posted by johnny novak at 7:42 AM on August 25, 2004


And just how many athletes representing "other" countries live, eat, sleep and train in the United States? How many have dual citizenship and are just jumping ship because they aren't good enough for the U.S. team?

Rescore based on this criteria, and I'd think more than half of all the medals belong to the U.S.

Rah-rah
posted by Civil_Disobedient at 7:49 AM on August 25, 2004


The ECB lead the drive for Olympic recognition of cricket, a sport which has featured once before, with Great Britain taking gold and France! taking silver.
posted by johnny novak at 7:59 AM on August 25, 2004


Cricket can't become an Olympic sport because not enough Americans know how to play it and there's a reasonably good chance that some other country would win the gold.

But I would love to see it, cricket's a fabulous game!
posted by fenriq at 8:50 AM on August 25, 2004


Here's a prettier GDP and population adjusted medal tally from buggery.org
posted by squant at 8:52 AM on August 25, 2004


squant, that can't be right, the US is even further down the list now!

But I do like that they include the loser medals, Silver and Bronze.
posted by fenriq at 9:14 AM on August 25, 2004


backOfYourMind: some Australians have a bit of a mental block about accepting that we aren't the world champions in any given sport

Cricket? World Cup '03?
posted by Gyan at 11:51 AM on August 25, 2004


At least Australia is still ahead of Canada. Anyone see OReilly's opinion on this?

The entitlement culture is a force that destroys self-discipline and motivation. -OReilly, talking about why the US dominates and countries like Australia is doing better than Canada.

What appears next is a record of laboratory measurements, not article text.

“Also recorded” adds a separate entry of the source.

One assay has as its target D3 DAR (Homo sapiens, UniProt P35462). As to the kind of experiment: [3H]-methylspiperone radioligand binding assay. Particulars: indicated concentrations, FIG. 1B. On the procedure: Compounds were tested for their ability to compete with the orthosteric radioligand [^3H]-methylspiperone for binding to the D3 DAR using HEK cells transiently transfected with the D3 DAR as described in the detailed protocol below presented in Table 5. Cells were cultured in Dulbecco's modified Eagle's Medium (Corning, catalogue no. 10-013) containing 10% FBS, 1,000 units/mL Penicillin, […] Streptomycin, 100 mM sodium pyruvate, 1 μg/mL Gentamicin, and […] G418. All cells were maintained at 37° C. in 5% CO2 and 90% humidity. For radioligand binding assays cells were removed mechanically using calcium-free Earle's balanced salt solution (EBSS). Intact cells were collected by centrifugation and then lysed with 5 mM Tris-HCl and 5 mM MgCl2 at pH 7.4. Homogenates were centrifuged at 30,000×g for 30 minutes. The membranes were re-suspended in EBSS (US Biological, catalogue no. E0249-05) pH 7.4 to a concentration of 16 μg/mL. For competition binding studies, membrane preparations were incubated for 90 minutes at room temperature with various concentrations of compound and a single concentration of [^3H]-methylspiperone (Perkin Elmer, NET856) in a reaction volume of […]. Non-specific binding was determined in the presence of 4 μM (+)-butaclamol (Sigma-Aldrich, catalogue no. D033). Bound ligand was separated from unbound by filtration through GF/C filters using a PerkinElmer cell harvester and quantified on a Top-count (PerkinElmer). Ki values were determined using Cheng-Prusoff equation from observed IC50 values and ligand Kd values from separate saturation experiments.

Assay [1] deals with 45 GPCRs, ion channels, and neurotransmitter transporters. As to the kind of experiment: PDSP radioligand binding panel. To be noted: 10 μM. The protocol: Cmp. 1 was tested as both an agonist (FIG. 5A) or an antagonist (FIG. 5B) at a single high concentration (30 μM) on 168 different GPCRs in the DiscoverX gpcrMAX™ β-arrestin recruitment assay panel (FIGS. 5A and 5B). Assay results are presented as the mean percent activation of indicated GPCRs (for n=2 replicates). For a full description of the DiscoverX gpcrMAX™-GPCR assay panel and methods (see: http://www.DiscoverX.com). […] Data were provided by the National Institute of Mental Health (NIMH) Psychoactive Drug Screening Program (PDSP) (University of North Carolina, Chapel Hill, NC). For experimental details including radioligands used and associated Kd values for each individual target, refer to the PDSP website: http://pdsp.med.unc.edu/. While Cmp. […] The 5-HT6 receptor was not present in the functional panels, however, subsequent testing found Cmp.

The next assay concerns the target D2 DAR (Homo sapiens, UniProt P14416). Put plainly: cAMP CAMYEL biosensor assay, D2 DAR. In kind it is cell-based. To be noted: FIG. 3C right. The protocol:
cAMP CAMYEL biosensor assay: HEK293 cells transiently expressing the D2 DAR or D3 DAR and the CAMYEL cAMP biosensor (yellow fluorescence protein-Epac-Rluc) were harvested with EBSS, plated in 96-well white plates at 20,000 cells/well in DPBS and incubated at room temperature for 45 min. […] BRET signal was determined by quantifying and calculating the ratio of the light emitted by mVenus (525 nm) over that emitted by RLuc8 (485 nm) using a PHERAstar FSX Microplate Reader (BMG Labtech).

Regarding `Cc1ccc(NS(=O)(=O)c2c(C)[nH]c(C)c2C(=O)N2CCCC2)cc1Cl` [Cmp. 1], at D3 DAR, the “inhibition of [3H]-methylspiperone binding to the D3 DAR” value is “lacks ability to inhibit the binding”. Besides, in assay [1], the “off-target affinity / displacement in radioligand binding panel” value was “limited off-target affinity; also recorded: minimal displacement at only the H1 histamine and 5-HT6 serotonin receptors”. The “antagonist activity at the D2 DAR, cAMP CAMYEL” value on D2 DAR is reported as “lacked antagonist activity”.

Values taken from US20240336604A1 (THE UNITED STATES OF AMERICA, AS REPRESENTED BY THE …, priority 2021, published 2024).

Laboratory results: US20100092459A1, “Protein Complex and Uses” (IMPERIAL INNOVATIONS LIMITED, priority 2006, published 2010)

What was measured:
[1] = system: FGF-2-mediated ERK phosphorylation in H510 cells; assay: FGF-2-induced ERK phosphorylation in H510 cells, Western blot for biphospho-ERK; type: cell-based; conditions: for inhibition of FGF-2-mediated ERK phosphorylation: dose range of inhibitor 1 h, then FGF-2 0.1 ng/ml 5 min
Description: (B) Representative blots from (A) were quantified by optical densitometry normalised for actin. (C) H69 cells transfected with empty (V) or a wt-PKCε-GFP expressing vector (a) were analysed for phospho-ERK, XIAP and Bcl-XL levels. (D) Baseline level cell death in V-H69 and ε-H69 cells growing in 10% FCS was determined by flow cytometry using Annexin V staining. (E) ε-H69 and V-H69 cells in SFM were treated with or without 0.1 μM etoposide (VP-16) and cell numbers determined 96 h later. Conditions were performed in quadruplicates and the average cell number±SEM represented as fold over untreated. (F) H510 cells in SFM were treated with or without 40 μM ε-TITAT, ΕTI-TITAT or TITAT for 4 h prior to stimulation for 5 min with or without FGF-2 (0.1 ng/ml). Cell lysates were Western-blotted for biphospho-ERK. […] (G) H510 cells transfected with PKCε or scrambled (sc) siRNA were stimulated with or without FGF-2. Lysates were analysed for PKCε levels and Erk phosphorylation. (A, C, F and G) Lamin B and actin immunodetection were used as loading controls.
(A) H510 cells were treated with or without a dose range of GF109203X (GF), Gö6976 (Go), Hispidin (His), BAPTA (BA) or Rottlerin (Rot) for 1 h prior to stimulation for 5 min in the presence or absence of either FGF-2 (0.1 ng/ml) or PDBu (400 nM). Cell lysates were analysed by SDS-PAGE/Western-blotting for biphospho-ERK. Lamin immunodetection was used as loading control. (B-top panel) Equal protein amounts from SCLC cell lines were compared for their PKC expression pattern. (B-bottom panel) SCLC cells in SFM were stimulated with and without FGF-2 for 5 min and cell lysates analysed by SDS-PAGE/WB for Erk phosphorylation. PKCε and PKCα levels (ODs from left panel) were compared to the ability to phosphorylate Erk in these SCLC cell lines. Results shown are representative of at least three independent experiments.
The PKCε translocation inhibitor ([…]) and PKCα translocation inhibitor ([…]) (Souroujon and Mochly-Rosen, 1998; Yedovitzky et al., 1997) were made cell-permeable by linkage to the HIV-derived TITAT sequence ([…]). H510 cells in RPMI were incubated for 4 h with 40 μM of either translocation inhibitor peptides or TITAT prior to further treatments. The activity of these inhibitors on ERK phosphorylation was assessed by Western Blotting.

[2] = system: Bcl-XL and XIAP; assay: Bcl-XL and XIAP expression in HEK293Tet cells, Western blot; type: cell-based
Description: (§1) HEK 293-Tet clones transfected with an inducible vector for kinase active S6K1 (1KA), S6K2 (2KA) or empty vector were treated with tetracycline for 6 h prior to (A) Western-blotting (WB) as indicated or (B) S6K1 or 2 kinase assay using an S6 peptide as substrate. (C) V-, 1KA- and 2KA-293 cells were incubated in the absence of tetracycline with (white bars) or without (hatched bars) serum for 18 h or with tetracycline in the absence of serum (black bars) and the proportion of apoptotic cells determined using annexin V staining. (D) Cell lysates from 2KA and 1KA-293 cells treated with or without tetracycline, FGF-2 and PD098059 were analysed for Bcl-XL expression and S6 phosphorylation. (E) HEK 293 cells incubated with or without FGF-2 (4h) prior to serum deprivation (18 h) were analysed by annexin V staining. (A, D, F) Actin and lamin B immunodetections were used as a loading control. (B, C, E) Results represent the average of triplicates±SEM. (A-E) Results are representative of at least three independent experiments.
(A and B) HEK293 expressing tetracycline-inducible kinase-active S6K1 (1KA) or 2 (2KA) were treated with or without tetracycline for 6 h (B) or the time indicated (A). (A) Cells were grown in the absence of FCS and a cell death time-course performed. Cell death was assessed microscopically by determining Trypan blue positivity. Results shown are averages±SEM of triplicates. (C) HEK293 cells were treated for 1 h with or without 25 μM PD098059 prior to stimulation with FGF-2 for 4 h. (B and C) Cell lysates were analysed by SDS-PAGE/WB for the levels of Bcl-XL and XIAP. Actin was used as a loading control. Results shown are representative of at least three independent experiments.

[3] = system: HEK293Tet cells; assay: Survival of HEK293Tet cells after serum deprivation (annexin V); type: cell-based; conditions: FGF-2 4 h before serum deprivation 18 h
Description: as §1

Odd argument, considering the Australia government is spending so much on athletes while Canadian athletes have to get by with less hand outs.

And the Canada vs. Australia thing is a little unfair since it excludes the winter olympics, that's more Canada's thing (17 medals in 2002 compared to Australia's 2).
posted by bobo123 at 1:54 PM on August 25, 2004


Jesus, Paul's team medal tally is illuminating. With a fraction of the population, Australia sent more athletes than England or France.

Meanwhile in Aboriginal communities - "For all age groups below 75 years the age-specific death rate for persons identified as Indigenous in the selected jurisdictions was at least double that for the total Australian population. The largest differences occurred at ages 35-54 years where the Indigenous death rates in the selected jurisdictions were five times those of the total Australian population."

I'm so fucking glad my government is pissing taxpayer's money away like this, I could vomit.
posted by rdc at 4:40 PM on August 25, 2004


bifter: They're not exactly unequivocably proven to be a good thing though. New Zealand have used them a lot, and they've all seemed to be unpredictable, wickedly-seaming greentops by the time the match is played. When India played in NZ a year or two back all the matches ended inside 3 days.